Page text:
Sri Lanka pardons suspected Tamil Tigers convicted of terrorism
President pardons 16 men as island nation faces UN pressure over detentions without charge under an anti-terrorism law.
Sri Lanka’s president has pardoned 16 men linked to the Tamil Tiger rebels, as the island nation faces renewed pressure from the United Nations over detentions without charge under an anti-terrorism law.
Thursday’s pardon is a first for people linked to the Tigers since Gotabaya Rajapaksa came to power in 2019 on a nationalist agenda, which included a promise that troops who crushed the rebels would not be prosecuted.
The men were convicted under the Prevention of Terrorism Act (PTA) that gives security forces sweeping powers to arrest and detain suspects. The UN Human Rights Council and other international rights groups have called for it to be repealed.
“The 16 Tamil detainees are among 94 prisoners who received a presidential pardon,” prison superintendent Chandana Ekanayake said about the release that came on the Buddhist festival of Poson.
The men had been behind bars for at least a decade, he added.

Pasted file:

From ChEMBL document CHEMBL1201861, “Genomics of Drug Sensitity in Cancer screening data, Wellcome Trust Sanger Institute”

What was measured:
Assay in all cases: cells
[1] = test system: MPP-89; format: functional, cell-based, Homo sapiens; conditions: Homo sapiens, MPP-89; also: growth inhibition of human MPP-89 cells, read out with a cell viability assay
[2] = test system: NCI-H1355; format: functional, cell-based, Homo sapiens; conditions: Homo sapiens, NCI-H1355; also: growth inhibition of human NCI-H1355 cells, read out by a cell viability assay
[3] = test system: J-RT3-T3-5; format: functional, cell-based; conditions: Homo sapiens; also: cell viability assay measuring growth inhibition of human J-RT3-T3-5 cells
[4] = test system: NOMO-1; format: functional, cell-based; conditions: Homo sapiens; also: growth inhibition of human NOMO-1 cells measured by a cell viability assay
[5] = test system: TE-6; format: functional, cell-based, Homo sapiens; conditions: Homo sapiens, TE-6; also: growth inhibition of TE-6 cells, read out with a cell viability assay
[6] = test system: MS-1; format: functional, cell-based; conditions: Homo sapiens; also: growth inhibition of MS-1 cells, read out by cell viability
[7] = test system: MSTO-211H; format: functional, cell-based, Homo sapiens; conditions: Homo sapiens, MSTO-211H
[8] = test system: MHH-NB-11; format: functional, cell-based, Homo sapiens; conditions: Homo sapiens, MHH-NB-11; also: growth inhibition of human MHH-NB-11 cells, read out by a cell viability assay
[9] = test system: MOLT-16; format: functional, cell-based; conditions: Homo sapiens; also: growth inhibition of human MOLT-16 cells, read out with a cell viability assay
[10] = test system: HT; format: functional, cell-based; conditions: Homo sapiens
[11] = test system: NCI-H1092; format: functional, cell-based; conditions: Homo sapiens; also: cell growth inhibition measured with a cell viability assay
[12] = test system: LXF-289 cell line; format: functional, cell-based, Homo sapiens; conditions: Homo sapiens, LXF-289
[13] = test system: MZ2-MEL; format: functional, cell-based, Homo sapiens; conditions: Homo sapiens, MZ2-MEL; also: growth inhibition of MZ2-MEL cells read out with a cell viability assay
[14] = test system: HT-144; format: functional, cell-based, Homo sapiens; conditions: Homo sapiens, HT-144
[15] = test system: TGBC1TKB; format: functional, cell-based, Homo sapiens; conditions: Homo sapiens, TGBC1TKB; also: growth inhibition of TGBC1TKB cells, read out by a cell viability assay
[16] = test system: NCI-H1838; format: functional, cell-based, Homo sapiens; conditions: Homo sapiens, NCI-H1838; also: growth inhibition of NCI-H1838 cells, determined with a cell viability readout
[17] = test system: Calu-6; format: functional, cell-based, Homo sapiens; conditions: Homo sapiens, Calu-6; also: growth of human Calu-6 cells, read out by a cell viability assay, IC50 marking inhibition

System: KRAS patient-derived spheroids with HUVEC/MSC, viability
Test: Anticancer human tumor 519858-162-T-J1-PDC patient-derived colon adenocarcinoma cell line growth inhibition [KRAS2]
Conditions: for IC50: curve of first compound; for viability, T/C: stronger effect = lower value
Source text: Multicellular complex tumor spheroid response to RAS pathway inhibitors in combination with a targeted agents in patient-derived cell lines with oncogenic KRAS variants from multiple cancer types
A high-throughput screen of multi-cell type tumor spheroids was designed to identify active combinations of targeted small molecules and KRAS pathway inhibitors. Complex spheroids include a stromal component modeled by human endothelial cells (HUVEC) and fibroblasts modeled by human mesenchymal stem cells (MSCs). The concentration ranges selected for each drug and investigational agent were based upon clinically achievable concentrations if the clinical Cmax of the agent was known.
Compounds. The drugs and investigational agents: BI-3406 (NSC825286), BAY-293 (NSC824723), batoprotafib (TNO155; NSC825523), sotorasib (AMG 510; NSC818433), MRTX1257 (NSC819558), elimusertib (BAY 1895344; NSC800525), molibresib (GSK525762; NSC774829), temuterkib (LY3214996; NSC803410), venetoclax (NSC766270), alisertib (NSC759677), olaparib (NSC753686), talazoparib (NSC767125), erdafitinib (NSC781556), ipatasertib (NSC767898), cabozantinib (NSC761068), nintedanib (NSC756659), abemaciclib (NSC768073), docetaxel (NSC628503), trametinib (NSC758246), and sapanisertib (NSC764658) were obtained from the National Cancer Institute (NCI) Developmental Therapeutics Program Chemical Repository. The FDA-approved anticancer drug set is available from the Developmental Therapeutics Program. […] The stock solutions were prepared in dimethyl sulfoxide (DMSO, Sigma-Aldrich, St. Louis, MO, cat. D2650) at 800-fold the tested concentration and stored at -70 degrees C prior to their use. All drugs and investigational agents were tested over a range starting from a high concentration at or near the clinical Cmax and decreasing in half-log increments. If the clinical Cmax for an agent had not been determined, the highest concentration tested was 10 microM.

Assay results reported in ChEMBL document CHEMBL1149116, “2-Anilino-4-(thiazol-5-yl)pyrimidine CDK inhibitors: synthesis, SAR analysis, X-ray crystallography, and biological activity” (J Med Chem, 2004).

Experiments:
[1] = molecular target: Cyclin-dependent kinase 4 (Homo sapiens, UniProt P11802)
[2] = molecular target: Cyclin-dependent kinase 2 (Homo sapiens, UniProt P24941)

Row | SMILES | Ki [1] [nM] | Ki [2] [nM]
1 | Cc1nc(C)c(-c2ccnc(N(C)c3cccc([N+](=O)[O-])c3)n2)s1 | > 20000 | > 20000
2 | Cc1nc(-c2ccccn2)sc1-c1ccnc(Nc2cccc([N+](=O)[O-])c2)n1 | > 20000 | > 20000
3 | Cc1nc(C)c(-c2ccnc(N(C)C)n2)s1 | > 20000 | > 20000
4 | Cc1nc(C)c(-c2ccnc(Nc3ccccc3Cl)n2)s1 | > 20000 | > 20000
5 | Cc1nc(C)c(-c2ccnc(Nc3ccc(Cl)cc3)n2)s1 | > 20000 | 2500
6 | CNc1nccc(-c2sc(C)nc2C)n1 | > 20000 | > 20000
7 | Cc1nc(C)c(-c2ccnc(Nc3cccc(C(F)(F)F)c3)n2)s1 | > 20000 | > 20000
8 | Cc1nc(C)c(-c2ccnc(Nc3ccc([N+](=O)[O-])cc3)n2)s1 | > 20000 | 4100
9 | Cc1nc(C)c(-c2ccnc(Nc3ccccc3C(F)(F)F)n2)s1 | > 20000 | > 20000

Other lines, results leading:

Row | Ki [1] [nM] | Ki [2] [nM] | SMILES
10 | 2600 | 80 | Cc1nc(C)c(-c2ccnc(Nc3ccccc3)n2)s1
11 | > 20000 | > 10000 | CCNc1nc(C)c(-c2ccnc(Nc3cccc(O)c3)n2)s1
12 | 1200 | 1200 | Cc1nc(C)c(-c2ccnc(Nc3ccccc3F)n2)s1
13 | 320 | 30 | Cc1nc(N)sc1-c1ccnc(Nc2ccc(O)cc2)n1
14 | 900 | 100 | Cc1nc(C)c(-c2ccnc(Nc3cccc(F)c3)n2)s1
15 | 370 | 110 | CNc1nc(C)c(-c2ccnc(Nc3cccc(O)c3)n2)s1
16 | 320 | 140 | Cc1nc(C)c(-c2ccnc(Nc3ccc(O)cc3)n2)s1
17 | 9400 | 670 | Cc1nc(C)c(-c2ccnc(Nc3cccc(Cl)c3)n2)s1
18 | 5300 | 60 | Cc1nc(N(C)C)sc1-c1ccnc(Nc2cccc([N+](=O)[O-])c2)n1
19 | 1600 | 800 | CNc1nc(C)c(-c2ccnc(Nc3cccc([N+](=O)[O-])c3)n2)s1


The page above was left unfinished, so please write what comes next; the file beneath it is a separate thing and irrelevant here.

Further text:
Government officials said the release was the first phase of a plan to free all those held or charged under the PTA.
Another 78 people arrested under the law on suspicion of supporting the separatist Tamil Tigers have been in custody for decades, political sources from the Tamil community told AFP news agency.
Legislator Namal Rajapaksa, the president’s nephew and son of Prime Minister Mahinda Rajapaksa, told parliament this week that some of those imprisoned had been in jail since before he was born in 1986.
He added that his government is working to free them. The law allows suspects to be held without charge for long periods.
The UN Human Rights Council last week urged the government to either charge or release those detained under the PTA, including human rights activists who were recently arrested.
Critics warn the law is being used as a weapon targeting dissidents and minorities in the fractured country.
The Tigers were crushed in a no-holds-barred military campaign that ended in May 2009.
International rights groups have called on Sri Lanka to ensure accountability for atrocities allegedly committed when thousands of civilians were killed in the final stages of the 37-year separatist war.
The military has denied the allegations and the Rajapaksa government has slammed the criticism as politically motivated.